What are human goals



[engl. goal, target], [EM], the possible and necessary specification of a final state or end product for a directed action or the result of a specific service (goal setting methods). Goals are pivotal points in controlling human activity. You determine the current recording, execution, change and termination of actions and the subsequent evaluation of the results. The formation of goals can be stimulated by external target specifications as well as the result of internal processes that run consciously or unconsciously. Once goals have been set, goals control the course of action with regard to the desired result. Feedback in the course of action enables action to be corrected on the way to achieving the goal. Feedback reports support your own assessment of the outcome of the action. If necessary, the course of action and the aim of action can be corrected. Particularly in the case of longer courses of action, there is a strong bond with the set goal (Goal retention) for a persistent effort to reach the goal despite possible resistance and distractions. If the actor realizes that his goal cannot be achieved due to unforeseeable events even with the greatest effort, it can be advantageous to break away from the original goal and replace it with another (Replacement of goals). After completing a goal-oriented action, the result is assessed as success or failure. Associated with this is i. d. Usually a cause attribution in which the results of the action are attributed to internal or external, stable or changeable causes (causal attribution). If several goals are recognized as personally important at the same time, conflicting goals can arise which, in extreme cases, lead to psych. Malfunctions. When acting in groups, personal goals and group goals must be harmonized so that no goal conflicts arise when pursuing goals. A goal-oriented course of action in a group task is guaranteed if the personal goals were known and i. S. of the group goal were related to each other.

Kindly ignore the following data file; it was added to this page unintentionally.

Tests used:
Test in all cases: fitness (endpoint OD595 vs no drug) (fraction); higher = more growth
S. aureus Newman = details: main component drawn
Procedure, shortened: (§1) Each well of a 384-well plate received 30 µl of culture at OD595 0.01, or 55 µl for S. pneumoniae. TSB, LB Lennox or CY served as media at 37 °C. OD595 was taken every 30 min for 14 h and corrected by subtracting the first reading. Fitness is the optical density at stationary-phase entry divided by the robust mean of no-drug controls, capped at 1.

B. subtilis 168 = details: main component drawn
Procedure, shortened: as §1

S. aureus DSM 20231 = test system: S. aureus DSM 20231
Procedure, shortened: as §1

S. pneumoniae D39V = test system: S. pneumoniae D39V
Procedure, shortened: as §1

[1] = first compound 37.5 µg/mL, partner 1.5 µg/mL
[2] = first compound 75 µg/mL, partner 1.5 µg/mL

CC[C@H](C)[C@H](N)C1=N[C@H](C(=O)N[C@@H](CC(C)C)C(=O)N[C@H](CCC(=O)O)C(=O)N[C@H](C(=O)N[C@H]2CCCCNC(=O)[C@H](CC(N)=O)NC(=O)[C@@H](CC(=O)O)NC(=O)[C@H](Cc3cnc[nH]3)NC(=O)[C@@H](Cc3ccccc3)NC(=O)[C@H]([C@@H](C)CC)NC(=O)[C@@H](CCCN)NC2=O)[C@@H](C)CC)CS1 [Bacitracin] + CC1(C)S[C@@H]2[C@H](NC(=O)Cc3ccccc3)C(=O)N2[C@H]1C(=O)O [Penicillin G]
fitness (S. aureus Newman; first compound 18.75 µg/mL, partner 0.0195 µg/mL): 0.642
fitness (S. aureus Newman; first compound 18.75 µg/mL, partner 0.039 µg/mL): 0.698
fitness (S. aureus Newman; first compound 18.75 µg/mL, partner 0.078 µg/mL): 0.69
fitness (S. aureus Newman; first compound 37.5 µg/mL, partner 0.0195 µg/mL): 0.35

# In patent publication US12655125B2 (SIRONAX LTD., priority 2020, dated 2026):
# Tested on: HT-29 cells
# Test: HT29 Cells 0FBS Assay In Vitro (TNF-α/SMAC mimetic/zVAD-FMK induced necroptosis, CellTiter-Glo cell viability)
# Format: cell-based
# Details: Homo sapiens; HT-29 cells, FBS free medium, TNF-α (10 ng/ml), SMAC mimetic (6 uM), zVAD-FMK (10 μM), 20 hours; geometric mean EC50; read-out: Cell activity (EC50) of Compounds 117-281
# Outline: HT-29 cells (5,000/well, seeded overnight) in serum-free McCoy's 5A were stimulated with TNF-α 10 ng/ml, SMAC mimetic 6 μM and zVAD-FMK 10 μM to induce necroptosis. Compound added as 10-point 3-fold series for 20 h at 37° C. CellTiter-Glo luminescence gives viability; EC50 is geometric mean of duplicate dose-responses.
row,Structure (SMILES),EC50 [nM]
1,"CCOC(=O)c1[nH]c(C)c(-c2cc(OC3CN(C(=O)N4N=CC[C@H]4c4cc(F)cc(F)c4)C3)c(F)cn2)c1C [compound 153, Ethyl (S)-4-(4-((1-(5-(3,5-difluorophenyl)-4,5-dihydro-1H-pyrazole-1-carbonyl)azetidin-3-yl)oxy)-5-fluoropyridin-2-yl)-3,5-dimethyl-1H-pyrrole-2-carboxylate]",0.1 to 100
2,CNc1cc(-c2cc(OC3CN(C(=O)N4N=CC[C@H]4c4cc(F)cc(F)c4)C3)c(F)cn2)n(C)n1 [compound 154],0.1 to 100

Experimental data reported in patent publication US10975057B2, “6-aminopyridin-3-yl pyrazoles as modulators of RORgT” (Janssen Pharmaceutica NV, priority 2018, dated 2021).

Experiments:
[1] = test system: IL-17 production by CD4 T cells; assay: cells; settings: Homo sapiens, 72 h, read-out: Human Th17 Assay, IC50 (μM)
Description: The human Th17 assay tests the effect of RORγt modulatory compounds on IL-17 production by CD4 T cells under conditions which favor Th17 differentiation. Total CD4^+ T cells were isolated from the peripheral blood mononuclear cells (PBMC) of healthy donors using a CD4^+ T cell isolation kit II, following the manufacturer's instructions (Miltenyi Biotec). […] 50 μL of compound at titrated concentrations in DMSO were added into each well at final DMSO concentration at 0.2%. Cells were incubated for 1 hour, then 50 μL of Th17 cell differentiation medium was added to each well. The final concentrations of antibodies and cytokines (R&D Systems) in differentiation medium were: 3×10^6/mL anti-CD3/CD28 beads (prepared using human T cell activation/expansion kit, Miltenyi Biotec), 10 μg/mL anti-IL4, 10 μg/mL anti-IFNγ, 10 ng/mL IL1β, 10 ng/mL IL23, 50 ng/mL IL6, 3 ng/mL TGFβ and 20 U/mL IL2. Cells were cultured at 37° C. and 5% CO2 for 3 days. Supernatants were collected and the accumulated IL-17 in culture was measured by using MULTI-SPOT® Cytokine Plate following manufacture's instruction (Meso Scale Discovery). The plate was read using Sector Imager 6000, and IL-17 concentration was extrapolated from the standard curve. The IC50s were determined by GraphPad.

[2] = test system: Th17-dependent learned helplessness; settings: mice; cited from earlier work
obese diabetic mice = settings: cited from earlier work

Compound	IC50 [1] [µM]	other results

[AO], originally the prerequisites and effects of objectives in work motivation research i. As a rule, the general motivational processes (motivation) to improve work performance through incentive systems (incentives), through participation and work structuring are examined. A comprehensive research program was launched after the publication by Locke et al. (1982) initiated in which the pos. Effect of goal setting on job performance for all 42 jobs analyzed. From the models of motivation research, the principles of the creation of goals (motive times situation) as well as the conditions that lead to goal commitment could be made usable for the “work action” to improve the human-work interaction. Target focus, process focus and result focus.

References and in-depth literature

Create an account to view the complete bibliography.